Monday, November 28, 2016

Wishes Do Come True

My latest news speaks for itself. Excuse the unseemly author squeal but HOW COOL IS THIS!!!!!
Sharon x

PRESS RELEASE 25/11/2016

Candy Jar Books is pleased to announce its latest brand new free story!
The Wishing Bazaar by Sharon Bidwell will be sent out to all subscription customers, and those who pre-order the forthcoming novel, Blood of Atlantis by Simon A Forward.

Sharon Bidwell was born in London on New Year’s Eve. She has been writing professionally for many years, with her first short story receiving praise for being “strong on characterisation, and quite literary, in terms of style”. Her work has appeared steadily in both print and electronic publications, such as Midnight StreetAoife’s KissNight To Dawn, and Radgepacket. She has written several romance novels under the name Sharon Maria Bidwell, including Snow Angel and A Not So Hollow Heart, as well as dark fiction under the name Sharon Kernow. She was propelled into the universe of Steampunk as one of the writers for Space: 1899 & Beyond, winning the approval of series creator and award-winning game designer, Frank Chadwick. She wrote three books in the series, one of which was co-authored with editor (and writer) Andy Frankham-Allen.The Wishing Bazaar is her first piece of Doctor Who related fiction.

Range Editor Andy Frankham-Allen says: “I first met Sharon via the wonderful world of social media back in, I think, 2009. I was very impressed with her work, and soon enlisted her for my Space: 1889 & Beyond series. Her work ethic was proven to me when a novella fell through at the last minute and she agreed to co-author a replacement with me – which we did, in only two weeks! Sharon’s first drafts are often better than a lot of published works out there, and from the off I told her that I would get her writing for the Lethbridge-Stewart series. She resisted for all of five minutes.”

Sharon says: “I've written for and with Andy before with great success, so I was not entirely surprised when he got in contact about his latest project. For one thing, he'd been 'hinting' for some time that he wanted to rope me in and Andy isn't someone who understands no as an answer.Whenever I hear from Andy, I never know whether to cheer or groan. All those who write novels for well-known television shows now have my utmost respect. Some find it easy; for others the experience feels difficult and involves a lot of angst. I'm one of those worriers. Despite the responsibility, Andy has dragged me into incredible worlds and stories that are part of history and there's no way not to be grateful for that.Invariably the experience of writing for Lethbridge-Stewart was, for me, daunting, exciting, fun, and adventurous…a bit like the character himself.”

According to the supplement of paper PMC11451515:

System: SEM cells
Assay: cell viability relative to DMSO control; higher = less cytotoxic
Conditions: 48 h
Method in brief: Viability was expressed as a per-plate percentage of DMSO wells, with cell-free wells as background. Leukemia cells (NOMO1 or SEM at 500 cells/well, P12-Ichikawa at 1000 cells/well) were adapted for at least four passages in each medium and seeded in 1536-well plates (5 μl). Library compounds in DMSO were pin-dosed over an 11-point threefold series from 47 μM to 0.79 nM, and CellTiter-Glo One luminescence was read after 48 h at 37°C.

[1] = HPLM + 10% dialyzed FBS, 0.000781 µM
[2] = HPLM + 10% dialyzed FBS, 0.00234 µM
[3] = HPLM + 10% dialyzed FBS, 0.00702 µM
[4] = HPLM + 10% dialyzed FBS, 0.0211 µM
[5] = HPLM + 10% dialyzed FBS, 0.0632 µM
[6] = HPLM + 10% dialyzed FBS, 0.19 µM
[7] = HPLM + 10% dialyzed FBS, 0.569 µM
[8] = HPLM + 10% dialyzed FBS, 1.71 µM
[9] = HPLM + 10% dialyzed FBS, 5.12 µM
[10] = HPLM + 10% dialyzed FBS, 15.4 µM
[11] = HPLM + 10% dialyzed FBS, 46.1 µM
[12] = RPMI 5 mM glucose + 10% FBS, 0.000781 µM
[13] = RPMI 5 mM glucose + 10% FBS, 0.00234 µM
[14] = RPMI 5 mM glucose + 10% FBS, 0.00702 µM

Shaun Russell, head of publishing at Candy Jar, says: “Sharon was an unknown quantity for me, but I knew that Andy had worked with her before, so I was more than happy to see what she’d come up with. Having read her short story, and looked up her other work, I now believe she’s going to be a wonderful addition to our stable of authors on this series.”

This story is set between Times Squared and Blood of Atlantis.

Blurb: Back from New York, Lethbridge-Stewart is investigating one of the strangest cases that has come across his desk yet. Wishes are coming true, and if there’s one thing Lethbridge-Stewart still doesn’t believe in it’s magic. But what if he’s wrong?

The cover of The Wishing Bazaar is by regular cover artist, Richard Young. Richard says:“I adore working with Candy Jar, and their cover briefs are always so specific, but this one was rather ambiguous as there were several elements that I could have used on the cover. I decided to concentrate on the alien of the piece.One passage of the story mentioned its burning eyes. Using a combination of traditional drawing and then colourisation in Photoshop (to really get the blazing eyes right), this is what I came up with.And I'm pleased to say everyone loved it.”

The Wishing Bazaar will be sent out to every person who pre-orders Blood of Atlantis (as a single book, or as part of our bundle/subscription offers).

Blood of Atlantis can be pre-ordered individually, or as part of the Series 3 Bundle (both UK and overseas), which includes the previous novel, Times Squared by Rick Cross, and the forthcoming novel,Mind of Stone by Iain McLaughlin, or the subscription deal for those wishing to get six books for the price of five.